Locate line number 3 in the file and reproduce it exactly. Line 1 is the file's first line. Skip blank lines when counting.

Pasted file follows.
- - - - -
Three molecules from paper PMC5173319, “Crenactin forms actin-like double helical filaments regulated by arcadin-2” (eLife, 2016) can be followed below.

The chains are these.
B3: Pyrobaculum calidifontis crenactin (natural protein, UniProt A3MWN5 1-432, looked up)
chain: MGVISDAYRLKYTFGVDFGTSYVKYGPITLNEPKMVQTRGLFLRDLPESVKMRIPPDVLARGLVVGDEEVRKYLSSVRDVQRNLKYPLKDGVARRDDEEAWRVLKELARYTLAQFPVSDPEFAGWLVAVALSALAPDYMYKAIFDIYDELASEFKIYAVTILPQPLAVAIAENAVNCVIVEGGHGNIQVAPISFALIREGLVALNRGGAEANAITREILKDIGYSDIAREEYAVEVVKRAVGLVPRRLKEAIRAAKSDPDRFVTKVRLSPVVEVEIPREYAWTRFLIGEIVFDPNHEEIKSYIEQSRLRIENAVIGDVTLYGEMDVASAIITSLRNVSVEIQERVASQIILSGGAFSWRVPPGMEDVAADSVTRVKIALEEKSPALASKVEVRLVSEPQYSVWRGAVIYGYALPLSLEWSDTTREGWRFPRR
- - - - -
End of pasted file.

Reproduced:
B3: Pyrobaculum calidifontis crenactin (natural protein, UniProt A3MWN5 1-432, looked up)